Gasification will likely be the cornerstone of future energy and chemical processes due to its flexibility to accommodate numerous feedstocks such as coal, biomass, and natural gas, and to produce a variety of products, including heat and specialty chemicals. Advanced integrated gasification combined cycle schemes require the production of clean hydrogen to fuel innovative combustion turbines and fuel cells.

This research will focus on development and assessment of membranes tailored for application in severe environments associated with syngas conversion. The overall objective is to make significant advances toward developing low-cost membrane materials and architectures that have high hydrogen selectivity, provide high hydrogen fluxes, and resist degradation by syngas-laden contaminants. The NETLRegional University Alliance (NETL-RUA) Hydrogen and Clean Fuels Project will focus on development of hydrogen separation technologies tailored for conditions consistent with post-warm gas cleaning and integration into water-gas shift technologies. Development and demonstration of syngas conversion technologies will facilitate the advancement of affordable fuels, intermediate chemicals, and power from coal-based feeds.

Proposed Fuels Research at NETL
Designing metallic alloys for hydrogen separation membranes applicable to the elevated temperatures in a syngas environment poses significant challenges. In terms of bulk structure, a membrane microstructure that demonstrates long-term stability at high operating temperatures is required. The structure needs to have high solubility and diffusivity for hydrogen atoms, allowing fluxes capable of meeting performance targets in real gas environments. Other

Simple schematic of a hydrogen separation palladium (Pd) membrane

significant challenges are related to the surface of the membrane alloys. The alloy surface is required to have catalytic activity for hydrogen dissociation and to maintain this activity for extended periods of time. However, at elevated temperatures, the syngas environment poses opportunities for various reactions to take place on the surface of metals. Syngas species containing oxygen, sulfur, and carbon have been shown to have deleterious effects on membrane surfaces. Therefore, the alloy surface has to be extremely resistant to these reactions to maintain high catalytic activity. Development of a more durable membrane that can withstand and function under real operating conditions may be more important than focusing on a flux goal.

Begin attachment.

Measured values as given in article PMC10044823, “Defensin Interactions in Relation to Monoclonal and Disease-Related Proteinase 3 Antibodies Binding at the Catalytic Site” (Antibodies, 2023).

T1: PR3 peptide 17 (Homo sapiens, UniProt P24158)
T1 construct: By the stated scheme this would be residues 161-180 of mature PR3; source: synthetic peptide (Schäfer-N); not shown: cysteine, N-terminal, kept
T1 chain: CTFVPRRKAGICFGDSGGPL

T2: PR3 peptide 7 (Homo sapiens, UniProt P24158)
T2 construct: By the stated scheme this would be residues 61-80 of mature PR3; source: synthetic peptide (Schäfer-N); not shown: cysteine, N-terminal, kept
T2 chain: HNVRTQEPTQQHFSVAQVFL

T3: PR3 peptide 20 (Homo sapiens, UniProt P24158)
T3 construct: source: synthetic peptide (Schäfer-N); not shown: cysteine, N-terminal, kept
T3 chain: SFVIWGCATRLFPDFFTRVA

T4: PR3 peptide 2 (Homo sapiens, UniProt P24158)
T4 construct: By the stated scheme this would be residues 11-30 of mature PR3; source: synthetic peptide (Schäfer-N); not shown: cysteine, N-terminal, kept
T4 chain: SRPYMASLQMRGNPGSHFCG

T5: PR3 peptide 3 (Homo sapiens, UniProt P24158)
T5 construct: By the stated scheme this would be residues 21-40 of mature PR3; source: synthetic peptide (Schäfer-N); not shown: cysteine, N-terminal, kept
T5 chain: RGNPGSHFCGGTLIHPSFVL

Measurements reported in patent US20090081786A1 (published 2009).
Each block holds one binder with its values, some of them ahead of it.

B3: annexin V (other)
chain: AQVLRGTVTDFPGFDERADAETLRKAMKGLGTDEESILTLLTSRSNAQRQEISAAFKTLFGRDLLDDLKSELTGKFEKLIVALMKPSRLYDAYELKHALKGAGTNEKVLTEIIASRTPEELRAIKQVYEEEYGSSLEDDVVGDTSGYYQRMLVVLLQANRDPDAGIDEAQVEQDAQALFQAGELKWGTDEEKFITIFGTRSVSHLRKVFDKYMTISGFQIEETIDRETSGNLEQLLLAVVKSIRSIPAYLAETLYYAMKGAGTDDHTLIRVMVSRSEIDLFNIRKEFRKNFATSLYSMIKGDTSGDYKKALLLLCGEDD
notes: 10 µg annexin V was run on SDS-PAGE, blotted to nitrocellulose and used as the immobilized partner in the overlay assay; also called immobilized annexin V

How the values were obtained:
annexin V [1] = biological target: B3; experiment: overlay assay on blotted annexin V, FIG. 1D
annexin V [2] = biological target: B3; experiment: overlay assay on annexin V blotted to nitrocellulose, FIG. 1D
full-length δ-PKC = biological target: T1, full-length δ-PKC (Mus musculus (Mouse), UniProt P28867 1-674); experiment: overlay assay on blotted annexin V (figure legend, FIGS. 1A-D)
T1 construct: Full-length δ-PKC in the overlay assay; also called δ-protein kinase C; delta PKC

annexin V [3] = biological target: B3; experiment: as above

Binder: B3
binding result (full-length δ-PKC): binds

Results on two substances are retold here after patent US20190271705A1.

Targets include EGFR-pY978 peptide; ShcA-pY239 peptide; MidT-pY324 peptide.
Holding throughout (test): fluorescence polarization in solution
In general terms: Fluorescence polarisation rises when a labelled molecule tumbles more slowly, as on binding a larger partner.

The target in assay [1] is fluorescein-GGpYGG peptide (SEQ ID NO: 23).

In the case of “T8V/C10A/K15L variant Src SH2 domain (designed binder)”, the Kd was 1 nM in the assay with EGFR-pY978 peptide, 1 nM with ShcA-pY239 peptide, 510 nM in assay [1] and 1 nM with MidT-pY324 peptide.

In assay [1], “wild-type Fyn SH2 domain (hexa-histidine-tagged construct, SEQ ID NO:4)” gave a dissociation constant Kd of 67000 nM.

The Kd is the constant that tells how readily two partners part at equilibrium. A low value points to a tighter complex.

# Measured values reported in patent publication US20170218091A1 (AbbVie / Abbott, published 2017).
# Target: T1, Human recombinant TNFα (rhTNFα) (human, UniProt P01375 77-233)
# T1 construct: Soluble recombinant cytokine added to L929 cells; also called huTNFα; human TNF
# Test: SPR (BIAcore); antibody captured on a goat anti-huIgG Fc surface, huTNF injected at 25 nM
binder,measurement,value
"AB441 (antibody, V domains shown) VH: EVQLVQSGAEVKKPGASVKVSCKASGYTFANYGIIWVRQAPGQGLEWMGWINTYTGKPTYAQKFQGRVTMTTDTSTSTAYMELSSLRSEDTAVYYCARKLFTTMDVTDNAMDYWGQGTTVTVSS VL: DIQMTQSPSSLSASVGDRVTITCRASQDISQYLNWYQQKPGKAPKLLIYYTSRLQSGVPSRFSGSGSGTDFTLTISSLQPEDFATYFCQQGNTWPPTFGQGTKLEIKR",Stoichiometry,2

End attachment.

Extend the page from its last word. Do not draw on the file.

Surface of a palladium-based membrane alloy showing the growth of sulfides that occurred during exposure in a gasifier

While membranes must still have desirable flux properties, thicker membranes that are more stable at higher temperatures may, relative to cost, be of greater value.

This research will focus on elevated temperature conditions where high efficiencies of separation are possible, and effects of sulfur species are minimized. The proposed three-year project is aimed at providing a design basis for a robust hydrogen separation module based on metal membrane technology. This NETL-RUA Hydrogen and Clean Fuels Project will incorporate an integrated approach, combining computational study, laboratory experimentation, and coupon/slip-stream exposure of membrane alloys for use in syngas environments. Specific research efforts will focus on understanding the following—

  • The influence of hydrogen sulfide on surface catalytic activity.

  • Surface stability within syngas environments.

  • Bulk stability and bulk transport, which includes any effect of surface products.

  • The knowledge-base’s application to design and optimization of a membrane module.

  • Opportunities for the integration of membrane technologies into other unit operations.

  • Novel membrane materials identified for use in syngas environments.

The successful execution of this research will result in an advanced understanding of bulk and surface chemical phenomena that influence membrane performance and the design of engineered materials tailored for operation in syngas environments.

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